Motherhood is about the journey, not the comparison.

We all know that social media is not the place to find our confidence, but I challenge us all to show the more realistic side of being a mom, so that moms like me know it’s okay to struggle. The next time you spill coffee all over the living room floor and cry over it for a solid three minutes before cleaning it up, snap a quick pic and share THAT. Because, we become more approachable and more inspiring by becoming more realistic, more transparent. And the more relatable you are, the more you show someone else who’s struggling that it’s 100% okay to not be okay.

So, to all my fellow mothers crying over spilled coffee on the regular, this one’s for you!

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Tami's that girl who swore up and down she’d never have children - typical quick-tempered redhead who was just fine with her life the way it was. She went to college in Southern California, where she met her husband and wooed him with her Alabama accent. On their second date, she explained to him that she didn't plan to be a mother, ever. But life isn’t always about our plans, is it? After he proposed, she dragged him back to her hometown of Birmingham and they’ve been married almost 13 years now. She spent her twenties traveling and building a career as a successful realtor in Birmingham, and the first half of her thirties struggling with infertility. In March of 2017, Tami and Mario gave birth to their beautiful daughter Teagan. Now, they can’t imagine life without her. Teagan was born with a genetic defect called Connexin 26, which causes hearing loss. So, she gets to wear the most adorable little hearing aids and Tami & Mario work to educate those around them on the ins and outs of hearing loss in children. Lover of travel, she keeps a grab bag of the names of places outside the U.S. and draws from it every other year! Next up is Argentina! Being a new mom with a demanding career has been a little tough, but she's learning to balance. Having Teagan was the best thing possible, because it taught her to slow down and enjoy life, rather than rush from one appointment to the next. She's excited to be a part of the City Moms Blog Network and the opportunity to meet other moms from all walks of life!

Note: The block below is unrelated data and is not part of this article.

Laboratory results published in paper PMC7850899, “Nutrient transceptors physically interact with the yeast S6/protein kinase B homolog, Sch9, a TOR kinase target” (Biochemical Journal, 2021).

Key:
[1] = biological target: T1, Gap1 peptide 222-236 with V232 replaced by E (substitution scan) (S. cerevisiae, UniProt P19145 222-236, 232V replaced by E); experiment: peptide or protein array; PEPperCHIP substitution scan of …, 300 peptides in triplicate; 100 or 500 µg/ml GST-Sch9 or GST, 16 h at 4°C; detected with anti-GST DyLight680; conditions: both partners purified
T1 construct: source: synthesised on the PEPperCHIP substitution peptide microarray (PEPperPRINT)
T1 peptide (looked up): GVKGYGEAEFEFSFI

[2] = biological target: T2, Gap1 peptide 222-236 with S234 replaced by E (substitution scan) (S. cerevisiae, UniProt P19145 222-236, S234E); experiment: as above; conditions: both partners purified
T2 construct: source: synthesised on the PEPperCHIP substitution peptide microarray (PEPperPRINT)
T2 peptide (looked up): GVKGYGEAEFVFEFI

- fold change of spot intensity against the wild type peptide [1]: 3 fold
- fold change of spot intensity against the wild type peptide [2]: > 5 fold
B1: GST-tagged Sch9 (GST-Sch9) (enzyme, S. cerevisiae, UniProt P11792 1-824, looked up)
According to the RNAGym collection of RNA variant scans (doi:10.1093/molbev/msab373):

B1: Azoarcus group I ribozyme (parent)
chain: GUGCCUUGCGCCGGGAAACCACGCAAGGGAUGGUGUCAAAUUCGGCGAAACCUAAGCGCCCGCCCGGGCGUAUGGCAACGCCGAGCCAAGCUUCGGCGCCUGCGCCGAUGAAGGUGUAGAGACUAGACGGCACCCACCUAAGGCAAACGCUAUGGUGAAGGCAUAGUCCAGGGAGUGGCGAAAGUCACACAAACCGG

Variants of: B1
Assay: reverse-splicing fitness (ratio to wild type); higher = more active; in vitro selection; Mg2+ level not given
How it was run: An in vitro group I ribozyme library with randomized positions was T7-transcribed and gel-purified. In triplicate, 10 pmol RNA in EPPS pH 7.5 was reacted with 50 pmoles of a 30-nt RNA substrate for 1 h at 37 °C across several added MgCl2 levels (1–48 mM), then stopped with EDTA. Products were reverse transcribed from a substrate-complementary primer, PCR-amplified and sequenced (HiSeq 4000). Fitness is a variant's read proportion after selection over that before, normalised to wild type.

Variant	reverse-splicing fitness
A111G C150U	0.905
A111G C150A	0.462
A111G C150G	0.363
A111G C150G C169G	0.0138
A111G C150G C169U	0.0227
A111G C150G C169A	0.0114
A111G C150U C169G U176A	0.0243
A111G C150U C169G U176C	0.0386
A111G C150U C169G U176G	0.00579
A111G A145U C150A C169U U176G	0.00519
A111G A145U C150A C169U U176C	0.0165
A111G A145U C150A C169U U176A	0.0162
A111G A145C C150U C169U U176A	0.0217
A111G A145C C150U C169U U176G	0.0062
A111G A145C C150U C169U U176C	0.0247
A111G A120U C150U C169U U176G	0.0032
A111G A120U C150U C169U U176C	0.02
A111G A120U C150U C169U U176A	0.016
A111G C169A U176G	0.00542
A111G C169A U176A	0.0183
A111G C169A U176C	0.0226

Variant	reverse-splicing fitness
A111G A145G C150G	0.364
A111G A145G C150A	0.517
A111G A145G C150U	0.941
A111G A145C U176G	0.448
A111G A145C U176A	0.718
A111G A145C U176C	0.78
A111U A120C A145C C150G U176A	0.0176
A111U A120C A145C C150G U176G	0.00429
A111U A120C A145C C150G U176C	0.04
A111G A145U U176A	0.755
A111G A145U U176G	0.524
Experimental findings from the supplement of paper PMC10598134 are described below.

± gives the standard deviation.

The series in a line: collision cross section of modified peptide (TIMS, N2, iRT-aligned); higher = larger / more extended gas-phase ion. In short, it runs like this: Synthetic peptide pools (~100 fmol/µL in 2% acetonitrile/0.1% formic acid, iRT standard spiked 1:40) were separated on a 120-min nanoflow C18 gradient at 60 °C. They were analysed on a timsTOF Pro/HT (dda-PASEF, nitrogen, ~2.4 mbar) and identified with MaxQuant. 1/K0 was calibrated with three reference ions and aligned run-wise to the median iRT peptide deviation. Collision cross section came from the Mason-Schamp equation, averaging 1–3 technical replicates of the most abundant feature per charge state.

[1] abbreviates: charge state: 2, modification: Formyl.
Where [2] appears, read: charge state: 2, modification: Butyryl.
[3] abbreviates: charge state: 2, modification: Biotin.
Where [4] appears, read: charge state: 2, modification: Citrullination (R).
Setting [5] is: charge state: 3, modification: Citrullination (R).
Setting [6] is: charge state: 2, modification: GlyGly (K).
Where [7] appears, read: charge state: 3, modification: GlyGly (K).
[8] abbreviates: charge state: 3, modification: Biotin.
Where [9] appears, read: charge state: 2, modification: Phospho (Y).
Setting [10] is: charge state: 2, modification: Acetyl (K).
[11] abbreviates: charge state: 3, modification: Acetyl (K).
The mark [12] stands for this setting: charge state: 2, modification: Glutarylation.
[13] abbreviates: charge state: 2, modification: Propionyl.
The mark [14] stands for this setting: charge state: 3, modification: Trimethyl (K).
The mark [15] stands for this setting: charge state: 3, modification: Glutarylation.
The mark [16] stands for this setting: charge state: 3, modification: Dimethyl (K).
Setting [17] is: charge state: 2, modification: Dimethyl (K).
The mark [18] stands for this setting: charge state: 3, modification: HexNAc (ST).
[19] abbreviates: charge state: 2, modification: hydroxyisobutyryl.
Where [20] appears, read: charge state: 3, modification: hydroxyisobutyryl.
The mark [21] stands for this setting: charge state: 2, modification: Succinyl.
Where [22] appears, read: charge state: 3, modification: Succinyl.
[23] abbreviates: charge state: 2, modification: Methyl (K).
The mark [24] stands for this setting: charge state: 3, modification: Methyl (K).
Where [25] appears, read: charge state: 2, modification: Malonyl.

1. I am a single Mom of five and I can attest that adjusting to my first child was by far the most difficult time being a mother. If you were to know me then, I promise we would be very similar! It is an adjustment like no other in existence and I would never want to have to experience it again. You are a beautiful mother. More grateful and 150% more present than I was as a new mom. I believe motherhood is the most life-stretching, emotional and life-changing experience we can ever endure on earth! And you are doing so with grace and dignity- spilled coffee and all!